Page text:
Presentation on theme: "The Field of Digital Radiography Loren Sachs Instructor."— Presentation transcript:
The Field of Digital Radiography Loren Sachs Instructor
What is Digital Radiography? Historically, digital radiography referred to specialized modalities that produced digital images. Examples would include: – CT – MRI – Nuclear Medicine – Ultrasound
Digital Radiography Today Since the early 1990s, Digital Radiography has grown to include Computed Radiography(CR) and ‘true’ Digital Radiography(DR) or Direct Radiography. Our lecture today will focus on CR and DR.
Digital Terms Pixel – Picture element. This is the basic component of the digital image, it is what we see. 2 dimensional Voxel – Volume element. This is a 3 dimensional element that includes depth. The pixel is essentially the end of the voxel.
Matrix – The actual image we see is made up of a series of pixels in rows and columns called a matrix. Generally, the larger the matrix the better the spatial resolution of the image. Bit – The amount of gray scale in the image. The bit is the exponent to two, ie, a 2 bit image is two to the second or four. So the image would have 4 shades of gray possible. Today, most images are 10 or 12 bit.
FoV – Field of view. This is how much anatomy is displayed. A 12 cm FoV will display 12 cm of anatomy on the screen. The smaller the FoV the more magnified the anatomy is.
Window width – The gray scale of the digital image. The larger the width the more grays demonstrated the lower the contrast of the image. Window level – The density or brightness of the image. The higher the number the brighter the image.
Computed Radiography The technical aspects of CR are similar to what you see in the traditional analog radiology department, i.e., the technologist exposes a cassette that is then processed. CR differs from analog in that the CR cassette contains a phosphor plate instead of a sheet of film.
The Technology of CR After the cassette is exposed by the x-ray beam, the cassette is loaded into a reader. The reader removes the phosphor plate and exposes it to a laser, stimulating the phosphors. The light emitted from the plate is collected, quantified, and digitized.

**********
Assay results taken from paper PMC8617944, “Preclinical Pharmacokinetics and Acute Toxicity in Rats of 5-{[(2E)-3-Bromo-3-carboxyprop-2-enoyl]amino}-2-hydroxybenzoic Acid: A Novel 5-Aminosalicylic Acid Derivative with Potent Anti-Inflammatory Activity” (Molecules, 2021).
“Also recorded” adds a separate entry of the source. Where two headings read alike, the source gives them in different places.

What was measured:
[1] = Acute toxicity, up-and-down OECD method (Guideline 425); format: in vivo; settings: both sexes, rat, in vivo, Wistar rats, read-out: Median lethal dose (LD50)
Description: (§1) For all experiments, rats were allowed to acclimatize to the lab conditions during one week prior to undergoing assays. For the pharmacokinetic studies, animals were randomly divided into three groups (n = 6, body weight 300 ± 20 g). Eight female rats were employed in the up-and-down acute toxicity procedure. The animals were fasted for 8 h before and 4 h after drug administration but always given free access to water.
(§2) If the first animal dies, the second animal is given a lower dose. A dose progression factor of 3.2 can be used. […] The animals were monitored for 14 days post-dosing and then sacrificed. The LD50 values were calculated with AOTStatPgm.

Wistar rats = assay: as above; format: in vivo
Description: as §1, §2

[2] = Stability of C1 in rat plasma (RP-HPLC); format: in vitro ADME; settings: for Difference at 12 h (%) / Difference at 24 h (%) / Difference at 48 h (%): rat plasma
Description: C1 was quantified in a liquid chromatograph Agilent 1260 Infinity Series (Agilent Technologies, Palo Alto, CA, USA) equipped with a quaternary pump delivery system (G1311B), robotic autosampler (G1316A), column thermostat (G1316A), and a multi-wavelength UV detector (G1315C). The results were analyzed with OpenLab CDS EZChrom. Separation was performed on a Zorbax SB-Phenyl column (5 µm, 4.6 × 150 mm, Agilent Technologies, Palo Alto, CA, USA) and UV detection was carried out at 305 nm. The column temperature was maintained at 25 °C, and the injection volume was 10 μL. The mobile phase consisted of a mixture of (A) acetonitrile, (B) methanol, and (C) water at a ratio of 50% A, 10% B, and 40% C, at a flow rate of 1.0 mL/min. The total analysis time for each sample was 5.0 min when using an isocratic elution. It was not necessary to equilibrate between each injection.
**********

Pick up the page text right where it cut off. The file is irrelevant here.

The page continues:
Advantages of CR The major advantage of CR is that existing radiology rooms can use the technology. – Consequently, the Radiology department can be digital at a relatively low cost, between $100,000-150,000 per reader. Also, due to the similarities with traditional radiography the learning curve is much shorter with CR.
Digital Radiography DR uses no cassette. The image capture device is embedded within the table-top. The advantage here is that the steps involved in processing a ‘cassette’ are eliminated resulting in a huge increase in productivity. Studies have estimated a 100% increase in room throughput.
Technology of Digital Radiography There are two types currently being used – Direct – Indirect
Direct Digital Radiography The photoconductor is made up of amorphous selenium.
Indirect Digital Radiography The intensifying screen is made up of cesium-iodide crystals and the photodetector is made up of amorphous silicon.
Which DR Methodology is Best? It depends entirely on who you listen to. Basically, different manufacturers are using proprietary technology and claiming theirs is the best. Ultimately, it will be decided by end-users.
DR Issues The significant disadvantage for DR is cost. Normally, rooms with DR technology have to be constructed from the ground up. Today, the average DR room cost is $400,000-600,000 plus construction costs. Construction costs can be overwhelming, particularly in older buildings that need to be brought up to code.
How does CR and DR Affect You the Technologist? RSV is less for both CR and DR when compared to film/screen combinations. Consequently, techniques are going to be higher. Centering and collimation are REQUIRED. You gain a tremendous amount of exposure latitude. Post-processing manipulation allows you to adjust film quality.
How does CR and DR Affect You the Technologist? 2 By selecting processing algorithms you can obtain different anatomical information with one exposure. – A PA chest film and be reprocessed as a PA rib film. These methodologies are not a panacea for being a ‘bad’ technologist.
How does CR and DR Affect the Patient and Medical Care? Patient dose goes up with these systems for an individual exam; however, there are fewer repeats. Films are available hospital-wide almost immediately and can be view in multiple locations simultaneously. No films get lost. Everyone associated with a patient’s films becomes more efficient.
Other Considerations In order to gain maximum efficiency with CR and DR a RIS/PACs systems needs to be deployed. RIS, Radiology Information Systems, are used to manage non-image patient data, i.e. exam number, dictation status, and billing. PACs, Picture Archiving Computer, allows for the distribution of images over a pre-described area.
Conclusion Digital radiography will change the way technologists practice radiography. However, it will not eliminate the need for a quality education and an understanding of radiology principles. In fact, digital radiography will require additional learning in order to maximize its usefulness.